Police aren’t seen as part of community according to KU study

Photo: U.S. Department of Justice / MGN

LAWRENCE (KSNT) – People’s perception of police is dramatically impacted by policies like NYC’s stop-and-frisk and investigatory police stops. That’s according to a new journal article written by a University of Kansas researcher.

Often, local law enforcement agencies aren’t seen in a local government context, meaning they aren’t seen as part of the community. Shannon Portillo, associate professor in the KU School of Public Affairs & Administration says that neither responses to recent race-fueled incidents across the country or the proposed policing reforms from a presidential task force have been enough to cause communities to see officers as one of them.

“Although citizens interact with police both voluntarily — through calls for service — and involuntarily — such as detainment as part of a traffic or investigatory stop— the larger point is that police departments have much to lose if citizens are dissatisfied,” Portillo said.

In the study, Associate Professor Portillo and co-author Danielle Rudes, an associate professor of criminology, law and society at George Mason University, recommend that police departments should work more closely with their cities and neighborhoods. The researchers say local law enforcement should use stop-and-frisk tactics only as a last resort.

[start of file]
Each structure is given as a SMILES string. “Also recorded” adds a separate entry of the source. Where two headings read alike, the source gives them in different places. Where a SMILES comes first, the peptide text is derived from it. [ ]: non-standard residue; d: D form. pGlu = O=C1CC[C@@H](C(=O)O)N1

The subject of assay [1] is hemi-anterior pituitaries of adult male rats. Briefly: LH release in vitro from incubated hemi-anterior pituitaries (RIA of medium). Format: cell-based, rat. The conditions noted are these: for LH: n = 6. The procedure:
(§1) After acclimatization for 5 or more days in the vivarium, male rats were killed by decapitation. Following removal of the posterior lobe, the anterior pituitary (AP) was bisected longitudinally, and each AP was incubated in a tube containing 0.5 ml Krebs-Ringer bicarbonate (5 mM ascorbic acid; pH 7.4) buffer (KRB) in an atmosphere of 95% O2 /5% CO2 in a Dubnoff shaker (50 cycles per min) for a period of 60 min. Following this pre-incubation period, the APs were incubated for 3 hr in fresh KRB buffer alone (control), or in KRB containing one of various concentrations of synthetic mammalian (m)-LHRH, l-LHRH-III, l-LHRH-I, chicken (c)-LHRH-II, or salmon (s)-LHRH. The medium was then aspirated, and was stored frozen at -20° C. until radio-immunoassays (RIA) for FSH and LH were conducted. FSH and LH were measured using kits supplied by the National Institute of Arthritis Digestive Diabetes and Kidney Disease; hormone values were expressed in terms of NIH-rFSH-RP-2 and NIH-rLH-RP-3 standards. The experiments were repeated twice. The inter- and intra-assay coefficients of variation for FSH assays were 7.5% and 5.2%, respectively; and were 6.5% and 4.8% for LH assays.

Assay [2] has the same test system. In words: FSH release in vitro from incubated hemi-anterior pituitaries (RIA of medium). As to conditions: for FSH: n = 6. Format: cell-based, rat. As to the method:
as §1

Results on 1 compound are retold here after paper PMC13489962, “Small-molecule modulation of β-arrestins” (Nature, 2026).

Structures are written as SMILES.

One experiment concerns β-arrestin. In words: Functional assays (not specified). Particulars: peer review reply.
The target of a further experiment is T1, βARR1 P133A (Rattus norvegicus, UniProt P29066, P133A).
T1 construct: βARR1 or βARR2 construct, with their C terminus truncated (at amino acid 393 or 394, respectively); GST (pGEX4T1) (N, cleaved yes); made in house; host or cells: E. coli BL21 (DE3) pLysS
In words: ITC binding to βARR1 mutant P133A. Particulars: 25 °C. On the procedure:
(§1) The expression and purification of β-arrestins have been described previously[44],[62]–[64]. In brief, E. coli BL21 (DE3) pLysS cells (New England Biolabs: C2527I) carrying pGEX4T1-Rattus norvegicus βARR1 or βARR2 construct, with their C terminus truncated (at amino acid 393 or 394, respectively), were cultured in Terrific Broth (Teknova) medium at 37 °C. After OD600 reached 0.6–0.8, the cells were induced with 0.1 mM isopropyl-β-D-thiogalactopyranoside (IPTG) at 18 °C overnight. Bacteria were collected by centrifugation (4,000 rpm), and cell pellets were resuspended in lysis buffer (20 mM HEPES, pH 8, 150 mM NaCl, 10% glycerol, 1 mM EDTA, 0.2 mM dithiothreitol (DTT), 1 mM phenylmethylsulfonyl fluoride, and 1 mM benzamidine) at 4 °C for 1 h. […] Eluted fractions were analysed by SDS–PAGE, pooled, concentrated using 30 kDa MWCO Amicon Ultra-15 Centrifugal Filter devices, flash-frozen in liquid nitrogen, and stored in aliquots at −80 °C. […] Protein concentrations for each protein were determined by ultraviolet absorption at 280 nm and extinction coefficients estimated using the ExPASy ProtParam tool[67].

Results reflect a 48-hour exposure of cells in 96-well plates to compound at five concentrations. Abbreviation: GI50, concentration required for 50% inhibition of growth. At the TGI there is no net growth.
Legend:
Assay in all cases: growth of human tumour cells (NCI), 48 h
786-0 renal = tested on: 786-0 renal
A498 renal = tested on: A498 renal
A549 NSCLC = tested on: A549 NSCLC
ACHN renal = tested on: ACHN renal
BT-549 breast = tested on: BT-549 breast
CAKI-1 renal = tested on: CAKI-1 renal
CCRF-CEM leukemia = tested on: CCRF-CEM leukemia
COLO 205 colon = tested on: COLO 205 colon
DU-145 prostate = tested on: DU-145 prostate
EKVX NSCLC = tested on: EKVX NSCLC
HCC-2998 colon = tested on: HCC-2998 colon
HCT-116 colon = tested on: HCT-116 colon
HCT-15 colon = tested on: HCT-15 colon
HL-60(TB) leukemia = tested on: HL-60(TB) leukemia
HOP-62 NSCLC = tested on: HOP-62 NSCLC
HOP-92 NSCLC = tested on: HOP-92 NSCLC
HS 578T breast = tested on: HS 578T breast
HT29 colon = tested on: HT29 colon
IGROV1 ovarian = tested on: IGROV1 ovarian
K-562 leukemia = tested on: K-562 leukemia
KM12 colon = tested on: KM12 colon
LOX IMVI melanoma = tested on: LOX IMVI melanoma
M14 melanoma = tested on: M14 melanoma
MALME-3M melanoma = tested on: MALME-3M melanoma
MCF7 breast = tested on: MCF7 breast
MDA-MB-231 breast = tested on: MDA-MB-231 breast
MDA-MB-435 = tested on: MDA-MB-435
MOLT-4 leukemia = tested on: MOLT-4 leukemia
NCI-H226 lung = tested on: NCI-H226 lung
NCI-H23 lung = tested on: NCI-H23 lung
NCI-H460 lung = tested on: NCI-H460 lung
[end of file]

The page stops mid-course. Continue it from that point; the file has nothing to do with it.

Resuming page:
“As currently applied in New York City and other places, stop-and-frisk policies may well cause police to lose their legitimacy,” Portillo said. “This represents a crucial challenge for police in their relationships with communities and citizens, and reactions to the policies are intimately linked to the ability of the police to investigate, solve and deter crime.”

In their study, the pair found that some see police as “street-level” bureaucrats; basically that officers are free to make decisions without complete oversight. The fear is that they operate out on the street with very little supervision.

“Street-level bureaucrats often mirror and propagate societal views, including the prevailing orientations toward racial and ethnic minorities and the poor, existing in the broader sociopolitical landscape,” Portillo said.

The study was reported in an article titled “Construction of Justice at the Street Level” in the Annual Review of Law and Social Science.

She said policies like stop-and-frisk or investigatory police stops that are often characterized as racial profiling do not mean individual police officers are racist.

Portillo says that police reform should not focus exclusively on accountability, also take a borad look at how local governments oversee police as well as promote community initiatives for health, poverty reduction, and education.

“Police should not see their central focus as punitive, but rather as promoting public safety and the public good,” Portillo said.

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